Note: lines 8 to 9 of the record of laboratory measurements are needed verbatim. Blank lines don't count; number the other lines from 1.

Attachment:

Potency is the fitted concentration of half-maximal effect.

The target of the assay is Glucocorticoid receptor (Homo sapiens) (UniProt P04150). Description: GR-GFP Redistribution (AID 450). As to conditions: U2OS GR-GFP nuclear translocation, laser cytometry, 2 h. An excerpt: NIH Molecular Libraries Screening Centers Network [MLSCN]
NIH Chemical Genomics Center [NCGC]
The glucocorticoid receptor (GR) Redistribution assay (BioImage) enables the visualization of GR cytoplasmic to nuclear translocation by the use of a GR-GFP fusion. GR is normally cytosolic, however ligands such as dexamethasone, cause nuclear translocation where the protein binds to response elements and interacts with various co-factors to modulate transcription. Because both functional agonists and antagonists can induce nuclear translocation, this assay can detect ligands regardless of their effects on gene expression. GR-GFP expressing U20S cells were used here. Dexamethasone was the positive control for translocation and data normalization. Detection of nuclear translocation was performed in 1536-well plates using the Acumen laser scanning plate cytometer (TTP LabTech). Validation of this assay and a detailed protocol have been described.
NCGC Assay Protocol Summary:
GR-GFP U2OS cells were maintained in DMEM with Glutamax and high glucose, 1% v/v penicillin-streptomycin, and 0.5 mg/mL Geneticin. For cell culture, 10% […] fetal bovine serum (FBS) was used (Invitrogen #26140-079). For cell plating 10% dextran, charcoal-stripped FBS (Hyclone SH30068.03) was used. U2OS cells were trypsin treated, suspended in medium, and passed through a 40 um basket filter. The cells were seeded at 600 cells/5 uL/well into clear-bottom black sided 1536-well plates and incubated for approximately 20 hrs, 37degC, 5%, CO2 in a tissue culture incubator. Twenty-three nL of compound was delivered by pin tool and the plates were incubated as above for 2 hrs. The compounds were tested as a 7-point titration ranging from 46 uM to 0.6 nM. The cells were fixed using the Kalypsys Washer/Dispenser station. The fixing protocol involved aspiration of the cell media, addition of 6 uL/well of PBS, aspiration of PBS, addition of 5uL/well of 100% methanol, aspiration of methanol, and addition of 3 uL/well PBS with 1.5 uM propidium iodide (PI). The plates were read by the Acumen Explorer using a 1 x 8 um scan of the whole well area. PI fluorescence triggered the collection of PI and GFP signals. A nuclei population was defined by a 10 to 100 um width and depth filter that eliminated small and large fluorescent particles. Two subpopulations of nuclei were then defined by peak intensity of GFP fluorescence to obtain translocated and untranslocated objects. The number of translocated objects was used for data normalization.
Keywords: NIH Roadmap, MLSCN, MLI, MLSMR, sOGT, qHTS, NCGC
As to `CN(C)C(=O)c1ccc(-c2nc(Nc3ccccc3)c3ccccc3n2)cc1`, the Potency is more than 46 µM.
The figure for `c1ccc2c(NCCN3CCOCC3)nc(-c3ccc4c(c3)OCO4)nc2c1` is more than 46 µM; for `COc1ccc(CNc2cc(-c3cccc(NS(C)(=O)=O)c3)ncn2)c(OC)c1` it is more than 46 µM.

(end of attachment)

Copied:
As to `CN(C)C(=O)c1ccc(-c2nc(Nc3ccccc3)c3ccccc3n2)cc1`, the Potency is more than 46 µM.
The figure for `c1ccc2c(NCCN3CCOCC3)nc(-c3ccc4c(c3)OCO4)nc2c1` is more than 46 µM; for `COc1ccc(CNc2cc(-c3cccc(NS(C)(=O)=O)c3)ncn2)c(OC)c1` it is more than 46 µM.